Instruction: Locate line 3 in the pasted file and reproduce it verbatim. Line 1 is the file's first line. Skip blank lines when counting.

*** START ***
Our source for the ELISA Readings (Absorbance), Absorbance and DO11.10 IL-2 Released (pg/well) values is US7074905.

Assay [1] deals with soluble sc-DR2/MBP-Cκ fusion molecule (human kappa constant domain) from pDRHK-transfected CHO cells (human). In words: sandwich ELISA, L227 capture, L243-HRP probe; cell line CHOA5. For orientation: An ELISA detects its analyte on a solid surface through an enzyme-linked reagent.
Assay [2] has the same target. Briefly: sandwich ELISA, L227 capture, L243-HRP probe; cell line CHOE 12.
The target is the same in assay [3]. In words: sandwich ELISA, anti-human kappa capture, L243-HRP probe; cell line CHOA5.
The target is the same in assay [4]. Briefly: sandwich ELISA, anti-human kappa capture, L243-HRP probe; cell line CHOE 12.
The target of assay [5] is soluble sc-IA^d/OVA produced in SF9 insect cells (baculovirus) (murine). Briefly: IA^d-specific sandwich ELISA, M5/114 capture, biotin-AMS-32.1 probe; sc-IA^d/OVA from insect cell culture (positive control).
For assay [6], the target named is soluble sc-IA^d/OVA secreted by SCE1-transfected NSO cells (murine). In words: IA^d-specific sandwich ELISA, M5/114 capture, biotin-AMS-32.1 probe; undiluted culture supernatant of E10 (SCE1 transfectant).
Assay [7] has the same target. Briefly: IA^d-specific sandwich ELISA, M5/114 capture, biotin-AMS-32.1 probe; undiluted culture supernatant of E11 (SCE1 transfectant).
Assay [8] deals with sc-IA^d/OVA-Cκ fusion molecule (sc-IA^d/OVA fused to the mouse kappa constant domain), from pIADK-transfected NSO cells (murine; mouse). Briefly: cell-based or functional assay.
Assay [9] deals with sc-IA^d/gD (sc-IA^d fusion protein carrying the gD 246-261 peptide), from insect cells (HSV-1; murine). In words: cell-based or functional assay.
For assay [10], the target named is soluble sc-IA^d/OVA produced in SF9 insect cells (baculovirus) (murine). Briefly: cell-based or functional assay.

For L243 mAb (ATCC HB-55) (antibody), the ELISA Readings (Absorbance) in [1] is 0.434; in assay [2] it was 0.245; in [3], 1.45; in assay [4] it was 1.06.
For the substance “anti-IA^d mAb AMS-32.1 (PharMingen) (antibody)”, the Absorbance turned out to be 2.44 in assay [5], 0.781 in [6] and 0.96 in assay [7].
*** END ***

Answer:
Assay [2] has the same target. Briefly: sandwich ELISA, L227 capture, L243-HRP probe; cell line CHOE 12.